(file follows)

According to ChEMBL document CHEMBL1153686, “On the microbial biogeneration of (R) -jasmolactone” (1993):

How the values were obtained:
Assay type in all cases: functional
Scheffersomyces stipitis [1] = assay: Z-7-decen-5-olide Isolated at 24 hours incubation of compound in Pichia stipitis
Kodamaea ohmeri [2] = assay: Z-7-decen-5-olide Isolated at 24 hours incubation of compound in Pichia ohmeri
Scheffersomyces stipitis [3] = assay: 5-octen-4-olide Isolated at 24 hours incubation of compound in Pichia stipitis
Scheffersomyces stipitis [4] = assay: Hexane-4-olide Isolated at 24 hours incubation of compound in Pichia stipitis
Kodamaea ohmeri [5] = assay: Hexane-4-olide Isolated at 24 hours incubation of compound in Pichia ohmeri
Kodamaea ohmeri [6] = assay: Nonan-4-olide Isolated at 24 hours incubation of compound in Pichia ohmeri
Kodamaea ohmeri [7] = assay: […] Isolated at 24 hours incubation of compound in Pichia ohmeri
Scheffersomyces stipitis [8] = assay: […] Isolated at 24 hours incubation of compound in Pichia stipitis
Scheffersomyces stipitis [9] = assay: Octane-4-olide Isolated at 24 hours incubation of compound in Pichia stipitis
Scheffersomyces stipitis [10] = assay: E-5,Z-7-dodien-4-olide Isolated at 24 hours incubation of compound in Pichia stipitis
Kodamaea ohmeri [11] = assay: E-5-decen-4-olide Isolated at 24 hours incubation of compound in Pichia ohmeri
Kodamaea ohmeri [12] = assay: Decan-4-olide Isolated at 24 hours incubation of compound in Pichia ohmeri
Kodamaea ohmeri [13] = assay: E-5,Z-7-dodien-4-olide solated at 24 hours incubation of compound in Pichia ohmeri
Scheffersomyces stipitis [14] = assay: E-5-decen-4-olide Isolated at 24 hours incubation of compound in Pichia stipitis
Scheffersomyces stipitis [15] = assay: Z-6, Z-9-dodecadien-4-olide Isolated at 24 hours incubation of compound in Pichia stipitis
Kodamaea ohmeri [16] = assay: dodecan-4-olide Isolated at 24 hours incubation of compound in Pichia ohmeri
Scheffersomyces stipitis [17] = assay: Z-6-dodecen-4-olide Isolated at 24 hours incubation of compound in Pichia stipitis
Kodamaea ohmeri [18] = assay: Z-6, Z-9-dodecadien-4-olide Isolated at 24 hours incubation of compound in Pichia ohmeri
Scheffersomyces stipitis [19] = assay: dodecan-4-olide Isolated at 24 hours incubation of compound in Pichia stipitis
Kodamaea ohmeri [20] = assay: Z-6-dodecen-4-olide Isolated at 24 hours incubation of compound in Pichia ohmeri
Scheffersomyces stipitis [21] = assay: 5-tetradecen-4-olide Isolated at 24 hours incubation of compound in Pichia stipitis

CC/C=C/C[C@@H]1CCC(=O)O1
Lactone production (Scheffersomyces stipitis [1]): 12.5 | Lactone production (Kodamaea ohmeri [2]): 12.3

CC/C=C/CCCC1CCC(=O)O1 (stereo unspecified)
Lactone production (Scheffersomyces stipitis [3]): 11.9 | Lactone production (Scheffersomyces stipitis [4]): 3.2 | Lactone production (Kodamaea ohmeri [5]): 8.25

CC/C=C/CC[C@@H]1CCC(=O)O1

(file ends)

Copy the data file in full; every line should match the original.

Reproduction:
According to ChEMBL document CHEMBL1153686, “On the microbial biogeneration of (R) -jasmolactone” (1993):

How the values were obtained:
Assay type in all cases: functional
Scheffersomyces stipitis [1] = assay: Z-7-decen-5-olide Isolated at 24 hours incubation of compound in Pichia stipitis
Kodamaea ohmeri [2] = assay: Z-7-decen-5-olide Isolated at 24 hours incubation of compound in Pichia ohmeri
Scheffersomyces stipitis [3] = assay: 5-octen-4-olide Isolated at 24 hours incubation of compound in Pichia stipitis
Scheffersomyces stipitis [4] = assay: Hexane-4-olide Isolated at 24 hours incubation of compound in Pichia stipitis
Kodamaea ohmeri [5] = assay: Hexane-4-olide Isolated at 24 hours incubation of compound in Pichia ohmeri
Kodamaea ohmeri [6] = assay: Nonan-4-olide Isolated at 24 hours incubation of compound in Pichia ohmeri
Kodamaea ohmeri [7] = assay: […] Isolated at 24 hours incubation of compound in Pichia ohmeri
Scheffersomyces stipitis [8] = assay: […] Isolated at 24 hours incubation of compound in Pichia stipitis
Scheffersomyces stipitis [9] = assay: Octane-4-olide Isolated at 24 hours incubation of compound in Pichia stipitis
Scheffersomyces stipitis [10] = assay: E-5,Z-7-dodien-4-olide Isolated at 24 hours incubation of compound in Pichia stipitis
Kodamaea ohmeri [11] = assay: E-5-decen-4-olide Isolated at 24 hours incubation of compound in Pichia ohmeri
Kodamaea ohmeri [12] = assay: Decan-4-olide Isolated at 24 hours incubation of compound in Pichia ohmeri
Kodamaea ohmeri [13] = assay: E-5,Z-7-dodien-4-olide solated at 24 hours incubation of compound in Pichia ohmeri
Scheffersomyces stipitis [14] = assay: E-5-decen-4-olide Isolated at 24 hours incubation of compound in Pichia stipitis
Scheffersomyces stipitis [15] = assay: Z-6, Z-9-dodecadien-4-olide Isolated at 24 hours incubation of compound in Pichia stipitis
Kodamaea ohmeri [16] = assay: dodecan-4-olide Isolated at 24 hours incubation of compound in Pichia ohmeri
Scheffersomyces stipitis [17] = assay: Z-6-dodecen-4-olide Isolated at 24 hours incubation of compound in Pichia stipitis
Kodamaea ohmeri [18] = assay: Z-6, Z-9-dodecadien-4-olide Isolated at 24 hours incubation of compound in Pichia ohmeri
Scheffersomyces stipitis [19] = assay: dodecan-4-olide Isolated at 24 hours incubation of compound in Pichia stipitis
Kodamaea ohmeri [20] = assay: Z-6-dodecen-4-olide Isolated at 24 hours incubation of compound in Pichia ohmeri
Scheffersomyces stipitis [21] = assay: 5-tetradecen-4-olide Isolated at 24 hours incubation of compound in Pichia stipitis

CC/C=C/C[C@@H]1CCC(=O)O1
Lactone production (Scheffersomyces stipitis [1]): 12.5 | Lactone production (Kodamaea ohmeri [2]): 12.3

CC/C=C/CCCC1CCC(=O)O1 (stereo unspecified)
Lactone production (Scheffersomyces stipitis [3]): 11.9 | Lactone production (Scheffersomyces stipitis [4]): 3.2 | Lactone production (Kodamaea ohmeri [5]): 8.25

CC/C=C/CC[C@@H]1CCC(=O)O1